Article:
Meet Your Maker: Hi-Fi+ Visits Magnepan

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Meet Your Maker: Hi-Fi+ Visits Magnepan

Here in the United States (my home country) the White Bear Lake, Minnesota-based loudspeaker manufacturer Magnepan enjoys a singular distinction; many members of the high-end audio press consider all three of the firm’s top models—comprising the 20.7, 3.7, and 1.7—as “best buys.” But here’s the interesting part: Magnepan’s speakers not only enjoy a reputation for providing terrific value for money, but for offering mind-bending levels of performance that place them either at or certainly very near the top of their respective price classes. So good are these speakers, in fact, that it is not at all uncommon (again, in the US) to find audio enthusiasts spending several times what the speakers cost in order to find electronics and source components able to do them justice. The only catch, relative to European norms in such matters, is that Magnepan loudspeakers are relatively low in sensitivity, offer low impedance loads, and therefore tend to work best with comparatively high-output amplifiers (think 100 Wpc and up). But, if you can cross that “watts-per-channel” hurdle, great sonic rewards await.

For those of you who have not yet had the pleasure of an introduction to the Magnepan range, let me sketch a few key points that will help you better understand the company’s products. All Magnepan speakers are relatively tall, thin, panel-like dipolar loudspeakers (meaning they radiate sound both fore and aft and have what many British readers might term a “figure of 8” dispersion pattern, as viewed from above). All Magnepan speakers use so-called planar magnetic panel-type drivers with top models supplemented by exotic and typically quite large ribbon tweeters (indeed, Magnepan holds core patents in the areas of both planar-magnetic and ribbon driver technology). 

Recently, I had a chance to visit Magnepan’s factory in White Bear Lake, partly to audition proof-of-concept prototypes for some new models the firm is considering adding to its range, partly to audition some uncommon configurations of existing models (for example, a pair of the firm’s flagship 20.7 floorstanders augmented with a pair of supplementary Magnepan bass panels), and partly to take a tour of the factory to see how “Maggies” (as we fondly call them in the States) are made. What follows is a photo blog documenting my tour of the Magnepan factory.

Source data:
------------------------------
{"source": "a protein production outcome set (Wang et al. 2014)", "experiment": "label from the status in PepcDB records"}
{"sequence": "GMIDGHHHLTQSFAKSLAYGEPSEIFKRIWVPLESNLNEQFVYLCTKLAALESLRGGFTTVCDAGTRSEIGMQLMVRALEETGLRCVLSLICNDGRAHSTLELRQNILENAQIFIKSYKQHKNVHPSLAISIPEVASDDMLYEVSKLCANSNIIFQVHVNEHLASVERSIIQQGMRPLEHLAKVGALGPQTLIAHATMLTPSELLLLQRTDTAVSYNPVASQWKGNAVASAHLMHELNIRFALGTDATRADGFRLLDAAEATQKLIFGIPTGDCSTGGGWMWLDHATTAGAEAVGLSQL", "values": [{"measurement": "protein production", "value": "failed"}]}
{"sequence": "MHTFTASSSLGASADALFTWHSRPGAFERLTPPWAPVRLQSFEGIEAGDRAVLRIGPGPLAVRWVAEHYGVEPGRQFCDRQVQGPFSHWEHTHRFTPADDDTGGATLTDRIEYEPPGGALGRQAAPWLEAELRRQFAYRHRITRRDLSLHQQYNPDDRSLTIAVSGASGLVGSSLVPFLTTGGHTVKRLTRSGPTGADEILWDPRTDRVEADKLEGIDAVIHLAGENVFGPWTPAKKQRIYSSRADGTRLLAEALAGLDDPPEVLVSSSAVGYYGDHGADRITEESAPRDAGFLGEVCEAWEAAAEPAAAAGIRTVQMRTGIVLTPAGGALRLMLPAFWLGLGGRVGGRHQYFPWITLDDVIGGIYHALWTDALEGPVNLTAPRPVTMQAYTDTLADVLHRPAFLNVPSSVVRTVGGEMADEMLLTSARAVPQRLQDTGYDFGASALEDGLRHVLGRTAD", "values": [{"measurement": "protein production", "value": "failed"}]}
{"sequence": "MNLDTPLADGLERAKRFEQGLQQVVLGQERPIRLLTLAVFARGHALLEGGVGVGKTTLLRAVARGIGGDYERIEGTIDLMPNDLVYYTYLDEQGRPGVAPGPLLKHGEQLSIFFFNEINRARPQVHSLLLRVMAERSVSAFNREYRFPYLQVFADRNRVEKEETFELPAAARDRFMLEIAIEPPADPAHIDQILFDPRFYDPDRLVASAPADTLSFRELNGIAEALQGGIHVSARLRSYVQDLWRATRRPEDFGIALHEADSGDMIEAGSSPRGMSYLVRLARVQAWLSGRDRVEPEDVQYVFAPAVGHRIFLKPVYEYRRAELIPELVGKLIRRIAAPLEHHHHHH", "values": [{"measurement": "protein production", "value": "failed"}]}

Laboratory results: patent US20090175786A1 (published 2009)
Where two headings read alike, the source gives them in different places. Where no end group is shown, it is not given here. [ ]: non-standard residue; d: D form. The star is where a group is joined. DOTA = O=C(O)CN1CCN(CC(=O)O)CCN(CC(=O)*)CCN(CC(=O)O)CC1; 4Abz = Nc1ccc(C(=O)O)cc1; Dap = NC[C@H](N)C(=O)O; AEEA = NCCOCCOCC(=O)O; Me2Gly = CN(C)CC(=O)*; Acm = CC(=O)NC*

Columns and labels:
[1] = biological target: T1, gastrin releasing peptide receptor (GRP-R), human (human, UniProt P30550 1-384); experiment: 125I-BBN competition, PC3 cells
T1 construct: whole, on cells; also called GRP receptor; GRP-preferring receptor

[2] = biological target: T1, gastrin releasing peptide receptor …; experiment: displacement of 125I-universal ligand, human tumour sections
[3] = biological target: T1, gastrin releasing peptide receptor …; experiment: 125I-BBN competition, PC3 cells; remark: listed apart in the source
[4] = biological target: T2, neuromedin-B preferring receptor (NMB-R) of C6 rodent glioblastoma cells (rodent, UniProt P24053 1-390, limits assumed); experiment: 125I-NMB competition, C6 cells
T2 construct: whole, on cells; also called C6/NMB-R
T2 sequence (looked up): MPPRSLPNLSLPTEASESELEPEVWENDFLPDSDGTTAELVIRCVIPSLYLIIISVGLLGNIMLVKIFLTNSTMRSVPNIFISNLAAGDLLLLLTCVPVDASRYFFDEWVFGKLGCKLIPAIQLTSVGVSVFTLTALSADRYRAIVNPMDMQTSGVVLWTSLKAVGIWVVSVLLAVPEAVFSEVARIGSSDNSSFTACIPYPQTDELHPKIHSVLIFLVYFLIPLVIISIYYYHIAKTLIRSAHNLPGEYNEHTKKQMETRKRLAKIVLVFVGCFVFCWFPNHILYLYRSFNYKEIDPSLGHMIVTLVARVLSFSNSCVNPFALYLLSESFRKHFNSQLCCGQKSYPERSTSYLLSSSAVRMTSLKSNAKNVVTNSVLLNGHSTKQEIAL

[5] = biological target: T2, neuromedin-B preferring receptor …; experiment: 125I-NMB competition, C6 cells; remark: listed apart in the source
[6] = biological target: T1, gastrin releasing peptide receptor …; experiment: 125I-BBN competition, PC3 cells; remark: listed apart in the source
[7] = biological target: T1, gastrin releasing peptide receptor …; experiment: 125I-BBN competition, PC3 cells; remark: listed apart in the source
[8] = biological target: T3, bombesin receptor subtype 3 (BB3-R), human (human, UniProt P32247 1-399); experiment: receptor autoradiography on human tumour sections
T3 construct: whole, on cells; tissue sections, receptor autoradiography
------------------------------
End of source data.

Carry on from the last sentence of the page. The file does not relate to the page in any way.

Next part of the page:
All Magnepans begin with construction of the outer frame of the finished speaker. Here a CNC router is carving the frame of a new Magnepan from a blank of MDF stock material.
 

After the machine-controlled routing step is complete, workers do careful touch-up and clean-up work by hand. As you will learn through this blog, Magnepan speakers—despite their relatively modest prices—require a terrific amount of highly skilled hand assembly work.
 

This image shows a stack of complete frames for Magnepan’s flagship model, the 20.7. For almost all Magnepan models, frames are made in matched mirror-image left-right pairs.
 

The next key step in assembly involves building the magnet-bearing perforated metal panels that serve at the core of Magnepan planar magnetic drivers. In this step, a perforated metal panel receives precision-placed linear bar magnets that run from one end of the panel to the other. Interesting, matched, stacked pairs of magnets are first placed on the panel, as shown here, with the assembly technician deliberately leaving a one-magnet-wide gap as you can see in this image. In a second step, the upper magnet in each set is then “unstacked” and installed in the gap provided. In this way, precise alignment of North-South magnet poles is maintained. The magnets are bonded to the perforated panels with an adhesive.

Here the technician lowers a set of completed magnet panels to a storage table to await further assembly steps.

The next essential step in assembly involves installing a metal perimeter frame on the magnet panels and then fitting the panels with the thin Mylar coverings that will serve as the speakers’ diaphragms (though the diaphragms do not yet have conductors installed at this stage). Here a technician prepares to install Mylar diaphragm materials to a pair of waiting panels. Magnepan uses a proprietary technique to tension the Mylar sheets in both X and Y axes before lowering the sheets onto the panel frames.

Sets of now Mylar-fitted driver assemblies await the next manufacturing step. Note that at this point each driver is marked with a sticker for tracking manufacturing steps.

Perhaps one of the most delicate assembly steps involves preparation of driver conductor arrays, which will subsequently be “married” to the driver diaphragms, as shown in this image. A very high-skilled technician first winds the conductors on a special frame (as shown), and then the frame is flipped over to lower the conductors onto a waiting diaphragm panel. The amount of dexterity required is considerable (I know this because I tried my hand—working as steadily and carefully as possible—and found I could not master the task, at least not in a short period of time).